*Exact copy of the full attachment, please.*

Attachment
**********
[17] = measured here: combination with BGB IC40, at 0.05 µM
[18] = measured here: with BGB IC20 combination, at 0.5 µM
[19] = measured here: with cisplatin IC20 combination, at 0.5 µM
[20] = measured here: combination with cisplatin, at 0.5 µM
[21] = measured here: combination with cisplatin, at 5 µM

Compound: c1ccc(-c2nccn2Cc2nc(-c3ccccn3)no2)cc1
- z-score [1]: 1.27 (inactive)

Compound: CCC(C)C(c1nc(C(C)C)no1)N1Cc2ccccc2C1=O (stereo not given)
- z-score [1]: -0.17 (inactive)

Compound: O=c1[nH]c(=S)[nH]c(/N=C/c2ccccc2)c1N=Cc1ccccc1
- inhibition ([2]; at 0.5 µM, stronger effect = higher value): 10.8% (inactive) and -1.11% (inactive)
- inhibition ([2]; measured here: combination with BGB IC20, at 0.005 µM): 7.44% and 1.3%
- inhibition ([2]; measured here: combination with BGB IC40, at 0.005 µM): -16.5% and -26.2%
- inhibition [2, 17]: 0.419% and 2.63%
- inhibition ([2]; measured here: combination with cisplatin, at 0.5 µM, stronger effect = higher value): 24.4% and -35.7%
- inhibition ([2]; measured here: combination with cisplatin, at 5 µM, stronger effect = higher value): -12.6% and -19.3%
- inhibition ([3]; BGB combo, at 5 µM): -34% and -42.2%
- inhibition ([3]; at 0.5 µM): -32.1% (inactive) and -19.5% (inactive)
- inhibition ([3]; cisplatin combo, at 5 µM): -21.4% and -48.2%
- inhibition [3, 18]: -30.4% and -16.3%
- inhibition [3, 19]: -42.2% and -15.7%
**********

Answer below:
[17] = measured here: combination with BGB IC40, at 0.05 µM
[18] = measured here: with BGB IC20 combination, at 0.5 µM
[19] = measured here: with cisplatin IC20 combination, at 0.5 µM
[20] = measured here: combination with cisplatin, at 0.5 µM
[21] = measured here: combination with cisplatin, at 5 µM

Compound: c1ccc(-c2nccn2Cc2nc(-c3ccccn3)no2)cc1
- z-score [1]: 1.27 (inactive)

Compound: CCC(C)C(c1nc(C(C)C)no1)N1Cc2ccccc2C1=O (stereo not given)
- z-score [1]: -0.17 (inactive)

Compound: O=c1[nH]c(=S)[nH]c(/N=C/c2ccccc2)c1N=Cc1ccccc1
- inhibition ([2]; at 0.5 µM, stronger effect = higher value): 10.8% (inactive) and -1.11% (inactive)
- inhibition ([2]; measured here: combination with BGB IC20, at 0.005 µM): 7.44% and 1.3%
- inhibition ([2]; measured here: combination with BGB IC40, at 0.005 µM): -16.5% and -26.2%
- inhibition [2, 17]: 0.419% and 2.63%
- inhibition ([2]; measured here: combination with cisplatin, at 0.5 µM, stronger effect = higher value): 24.4% and -35.7%
- inhibition ([2]; measured here: combination with cisplatin, at 5 µM, stronger effect = higher value): -12.6% and -19.3%
- inhibition ([3]; BGB combo, at 5 µM): -34% and -42.2%
- inhibition ([3]; at 0.5 µM): -32.1% (inactive) and -19.5% (inactive)
- inhibition ([3]; cisplatin combo, at 5 µM): -21.4% and -48.2%
- inhibition [3, 18]: -30.4% and -16.3%
- inhibition [3, 19]: -42.2% and -15.7%